Diagnosing and Treating Pelvic Organ Prolapse

POP is an umbrella term, so the first stage of diagnosis is a pelvic exam by your healthcare provider to determine the nature of the prolapse and the severity of your symptoms. The next stage is treatment!

Why Choose Physical Therapy for Treating Pelvic Organ Prolapse

There are several treatment options for POP, from surgery to pessaries to physical therapy. All treatment routes have their place, but (and yes, I am biased!) studies frequently show that pelvic floor physical therapy is highly effective in managing the symptoms of POP and improving quality of life.

Pelvic floor physical therapy often means more than just managing a prolapse because our pelvic floor muscles have multiple vital jobs. They assist in essential bodily processes and play a key role in functional movement, good posture, and circulation. So, treating POP with physical therapy helps ensure a critical muscle group is doing its job correctly—which may help prevent everything from back pain to incontinence down the line!

Pelvic floor physical therapy also works well in combination with other POP treatments, including pessaries. Significantly, the outcome of vaginal and POP surgeries has been shown to have better results when combined with pelvic floor physical therapy.

Can I Prevent Pelvic Organ Prolapse?

This is a tough one—sometimes you do everything right, and what you try to avoid still happens! However, there are steps you can take to minimize your risk. We know that POP is correlated with aging in women due to tissue and hormonal changes.

Routine check-ups with a Women’s Health PT to assess the health of your pelvic floor and help you develop a wellbeing plan to keep your pelvic floor muscles in the best shape possible can be a great preventative step!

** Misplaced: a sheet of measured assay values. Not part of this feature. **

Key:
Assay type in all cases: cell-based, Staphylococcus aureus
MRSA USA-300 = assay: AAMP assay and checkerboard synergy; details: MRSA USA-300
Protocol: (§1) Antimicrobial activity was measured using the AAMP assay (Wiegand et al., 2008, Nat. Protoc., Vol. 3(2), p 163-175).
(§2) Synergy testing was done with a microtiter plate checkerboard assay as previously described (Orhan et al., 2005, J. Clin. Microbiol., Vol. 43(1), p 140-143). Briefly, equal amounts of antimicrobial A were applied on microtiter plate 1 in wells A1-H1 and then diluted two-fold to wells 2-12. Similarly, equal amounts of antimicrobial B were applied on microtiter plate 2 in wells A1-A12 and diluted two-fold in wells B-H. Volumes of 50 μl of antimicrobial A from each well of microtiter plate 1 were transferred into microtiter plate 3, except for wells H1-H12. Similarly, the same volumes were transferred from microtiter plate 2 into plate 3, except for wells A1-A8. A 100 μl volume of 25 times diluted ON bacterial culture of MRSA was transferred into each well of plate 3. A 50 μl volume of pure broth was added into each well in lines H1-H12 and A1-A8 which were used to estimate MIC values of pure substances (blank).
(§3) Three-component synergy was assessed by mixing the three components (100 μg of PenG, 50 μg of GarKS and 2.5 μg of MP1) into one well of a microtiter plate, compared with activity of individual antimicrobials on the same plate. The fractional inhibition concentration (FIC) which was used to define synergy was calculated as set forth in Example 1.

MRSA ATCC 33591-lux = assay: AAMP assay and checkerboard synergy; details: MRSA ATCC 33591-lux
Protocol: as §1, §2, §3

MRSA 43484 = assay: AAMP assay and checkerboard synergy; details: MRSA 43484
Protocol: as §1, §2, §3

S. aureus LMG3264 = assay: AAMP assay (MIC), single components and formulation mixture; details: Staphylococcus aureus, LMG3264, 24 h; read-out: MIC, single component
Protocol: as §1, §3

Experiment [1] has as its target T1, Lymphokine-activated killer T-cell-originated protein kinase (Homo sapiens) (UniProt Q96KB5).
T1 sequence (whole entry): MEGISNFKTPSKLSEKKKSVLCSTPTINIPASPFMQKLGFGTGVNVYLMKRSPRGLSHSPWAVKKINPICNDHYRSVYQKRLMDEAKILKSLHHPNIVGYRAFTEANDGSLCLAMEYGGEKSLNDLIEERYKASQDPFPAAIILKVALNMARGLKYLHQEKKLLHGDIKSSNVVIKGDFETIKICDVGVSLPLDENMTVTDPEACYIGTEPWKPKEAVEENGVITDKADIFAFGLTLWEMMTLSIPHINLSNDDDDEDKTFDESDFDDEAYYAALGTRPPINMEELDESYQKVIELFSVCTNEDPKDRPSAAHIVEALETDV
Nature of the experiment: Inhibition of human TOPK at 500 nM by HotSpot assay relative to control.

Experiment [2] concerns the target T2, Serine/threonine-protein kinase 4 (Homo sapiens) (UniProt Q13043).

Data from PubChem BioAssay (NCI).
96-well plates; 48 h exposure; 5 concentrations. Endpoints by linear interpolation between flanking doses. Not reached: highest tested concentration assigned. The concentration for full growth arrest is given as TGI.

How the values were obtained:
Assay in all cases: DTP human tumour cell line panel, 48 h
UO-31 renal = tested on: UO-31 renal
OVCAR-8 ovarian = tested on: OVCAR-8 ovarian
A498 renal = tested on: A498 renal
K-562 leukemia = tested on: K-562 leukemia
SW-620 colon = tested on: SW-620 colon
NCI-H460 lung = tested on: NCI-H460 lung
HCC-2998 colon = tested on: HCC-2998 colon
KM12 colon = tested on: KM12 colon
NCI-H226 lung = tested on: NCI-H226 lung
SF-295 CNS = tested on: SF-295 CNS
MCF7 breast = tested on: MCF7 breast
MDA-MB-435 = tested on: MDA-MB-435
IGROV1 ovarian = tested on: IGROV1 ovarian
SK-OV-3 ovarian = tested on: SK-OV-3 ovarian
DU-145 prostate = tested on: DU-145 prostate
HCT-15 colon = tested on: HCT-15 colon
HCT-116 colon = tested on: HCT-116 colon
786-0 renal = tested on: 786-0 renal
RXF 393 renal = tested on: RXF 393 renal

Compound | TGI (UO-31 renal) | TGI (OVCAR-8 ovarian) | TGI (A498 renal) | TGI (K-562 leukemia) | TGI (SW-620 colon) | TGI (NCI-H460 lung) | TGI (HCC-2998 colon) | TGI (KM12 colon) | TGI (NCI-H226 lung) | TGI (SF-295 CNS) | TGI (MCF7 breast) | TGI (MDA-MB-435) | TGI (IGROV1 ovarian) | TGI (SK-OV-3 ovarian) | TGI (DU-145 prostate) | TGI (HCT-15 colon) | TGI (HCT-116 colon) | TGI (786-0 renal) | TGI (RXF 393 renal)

Physical Therapy for Pelvic Organ Prolapse

As the pelvic floor is a specialized group of muscles, I recommend working with a practitioner trained in pelvic health. A Women’s Health or Pelvic Health PT will develop a set of exercises specifically designed for your body and the nature of your prolapse.

The word ‘Kegel’ is thrown around for treating or preventing POP; however, it’s essential to learn how to do it properly—it’s not just a matter of squeezing the muscles of your nether regions! Unfortunately, when practiced incorrectly, Kegels can lead to tense but weak pelvic floor muscles and create more problems in the long run.

Sylvie Le takes a multi-faceted approach to addressing the health and function of your pelvic floor muscles, and combines PT exercises with therapeutic yoga techniques, to help ensure proper spinal alignment and breathing practices. POP is known to have a considerable effect on quality of life, and these techniques help promote greater wellbeing, which can positively impact healing.

If you are struggling with POP or want to take steps to prevent it, make an appointment with Sylvie Le today!

Author: Sylvie Le, DPT, PYTC